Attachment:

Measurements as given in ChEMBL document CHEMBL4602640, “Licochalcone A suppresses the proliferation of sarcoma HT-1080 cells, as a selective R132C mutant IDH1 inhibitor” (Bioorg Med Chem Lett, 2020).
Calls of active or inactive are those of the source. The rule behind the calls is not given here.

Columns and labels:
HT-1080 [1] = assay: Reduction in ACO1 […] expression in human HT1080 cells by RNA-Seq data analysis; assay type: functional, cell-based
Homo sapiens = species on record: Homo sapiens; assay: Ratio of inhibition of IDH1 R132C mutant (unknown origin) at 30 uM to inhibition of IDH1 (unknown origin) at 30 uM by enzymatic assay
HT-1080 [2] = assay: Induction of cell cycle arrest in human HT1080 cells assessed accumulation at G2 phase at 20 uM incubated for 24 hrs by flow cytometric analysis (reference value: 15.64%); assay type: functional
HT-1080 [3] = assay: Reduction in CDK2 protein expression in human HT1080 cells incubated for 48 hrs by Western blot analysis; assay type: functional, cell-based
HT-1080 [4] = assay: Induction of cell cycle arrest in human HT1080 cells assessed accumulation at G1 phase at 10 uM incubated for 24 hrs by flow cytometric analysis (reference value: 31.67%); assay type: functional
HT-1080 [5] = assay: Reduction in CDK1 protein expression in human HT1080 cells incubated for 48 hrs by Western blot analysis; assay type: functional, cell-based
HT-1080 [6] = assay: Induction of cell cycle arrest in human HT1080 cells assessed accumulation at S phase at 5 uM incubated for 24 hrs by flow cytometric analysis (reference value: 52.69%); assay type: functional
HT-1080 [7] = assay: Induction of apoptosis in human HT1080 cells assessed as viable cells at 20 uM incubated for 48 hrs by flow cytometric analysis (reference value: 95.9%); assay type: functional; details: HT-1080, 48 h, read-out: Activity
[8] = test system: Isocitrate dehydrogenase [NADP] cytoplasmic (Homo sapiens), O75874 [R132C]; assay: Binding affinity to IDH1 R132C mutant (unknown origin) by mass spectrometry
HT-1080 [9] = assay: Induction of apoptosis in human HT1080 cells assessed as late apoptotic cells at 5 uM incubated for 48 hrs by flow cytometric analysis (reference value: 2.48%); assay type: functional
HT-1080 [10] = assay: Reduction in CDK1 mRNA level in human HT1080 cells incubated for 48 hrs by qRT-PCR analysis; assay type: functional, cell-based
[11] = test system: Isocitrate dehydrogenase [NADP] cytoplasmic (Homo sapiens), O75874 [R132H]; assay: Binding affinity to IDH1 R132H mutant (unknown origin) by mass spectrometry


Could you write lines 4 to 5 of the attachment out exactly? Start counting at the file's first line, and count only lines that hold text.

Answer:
HT-1080 [1] = assay: Reduction in ACO1 […] expression in human HT1080 cells by RNA-Seq data analysis; assay type: functional, cell-based
Homo sapiens = species on record: Homo sapiens; assay: Ratio of inhibition of IDH1 R132C mutant (unknown origin) at 30 uM to inhibition of IDH1 (unknown origin) at 30 uM by enzymatic assay